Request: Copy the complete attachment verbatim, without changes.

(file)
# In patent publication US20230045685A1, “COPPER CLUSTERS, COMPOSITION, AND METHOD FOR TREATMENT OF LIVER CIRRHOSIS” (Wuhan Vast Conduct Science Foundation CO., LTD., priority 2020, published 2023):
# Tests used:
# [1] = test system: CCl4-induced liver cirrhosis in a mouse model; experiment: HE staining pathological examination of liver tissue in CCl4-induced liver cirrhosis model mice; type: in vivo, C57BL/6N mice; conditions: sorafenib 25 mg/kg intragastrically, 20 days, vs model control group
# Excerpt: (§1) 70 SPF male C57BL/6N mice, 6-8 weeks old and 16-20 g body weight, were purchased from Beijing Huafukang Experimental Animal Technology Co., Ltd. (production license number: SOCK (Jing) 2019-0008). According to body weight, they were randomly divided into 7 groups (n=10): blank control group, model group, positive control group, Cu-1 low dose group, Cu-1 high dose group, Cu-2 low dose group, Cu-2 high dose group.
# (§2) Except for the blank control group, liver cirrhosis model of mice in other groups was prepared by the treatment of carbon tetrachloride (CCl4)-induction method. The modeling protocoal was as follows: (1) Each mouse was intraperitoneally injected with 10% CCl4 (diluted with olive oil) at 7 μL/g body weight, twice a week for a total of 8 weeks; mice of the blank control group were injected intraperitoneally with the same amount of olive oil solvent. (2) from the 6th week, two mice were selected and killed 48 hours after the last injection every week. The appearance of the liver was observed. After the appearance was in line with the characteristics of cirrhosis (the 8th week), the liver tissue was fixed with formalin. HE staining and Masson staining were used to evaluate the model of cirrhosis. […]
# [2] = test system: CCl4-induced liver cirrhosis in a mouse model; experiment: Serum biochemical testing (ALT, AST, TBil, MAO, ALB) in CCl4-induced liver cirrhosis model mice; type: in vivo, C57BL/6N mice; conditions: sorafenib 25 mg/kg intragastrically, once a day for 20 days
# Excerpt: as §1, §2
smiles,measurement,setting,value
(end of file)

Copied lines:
# In patent publication US20230045685A1, “COPPER CLUSTERS, COMPOSITION, AND METHOD FOR TREATMENT OF LIVER CIRRHOSIS” (Wuhan Vast Conduct Science Foundation CO., LTD., priority 2020, published 2023):
# Tests used:
# [1] = test system: CCl4-induced liver cirrhosis in a mouse model; experiment: HE staining pathological examination of liver tissue in CCl4-induced liver cirrhosis model mice; type: in vivo, C57BL/6N mice; conditions: sorafenib 25 mg/kg intragastrically, 20 days, vs model control group
# Excerpt: (§1) 70 SPF male C57BL/6N mice, 6-8 weeks old and 16-20 g body weight, were purchased from Beijing Huafukang Experimental Animal Technology Co., Ltd. (production license number: SOCK (Jing) 2019-0008). According to body weight, they were randomly divided into 7 groups (n=10): blank control group, model group, positive control group, Cu-1 low dose group, Cu-1 high dose group, Cu-2 low dose group, Cu-2 high dose group.
# (§2) Except for the blank control group, liver cirrhosis model of mice in other groups was prepared by the treatment of carbon tetrachloride (CCl4)-induction method. The modeling protocoal was as follows: (1) Each mouse was intraperitoneally injected with 10% CCl4 (diluted with olive oil) at 7 μL/g body weight, twice a week for a total of 8 weeks; mice of the blank control group were injected intraperitoneally with the same amount of olive oil solvent. (2) from the 6th week, two mice were selected and killed 48 hours after the last injection every week. The appearance of the liver was observed. After the appearance was in line with the characteristics of cirrhosis (the 8th week), the liver tissue was fixed with formalin. HE staining and Masson staining were used to evaluate the model of cirrhosis. […]
# [2] = test system: CCl4-induced liver cirrhosis in a mouse model; experiment: Serum biochemical testing (ALT, AST, TBil, MAO, ALB) in CCl4-induced liver cirrhosis model mice; type: in vivo, C57BL/6N mice; conditions: sorafenib 25 mg/kg intragastrically, once a day for 20 days
# Excerpt: as §1, §2
smiles,measurement,setting,value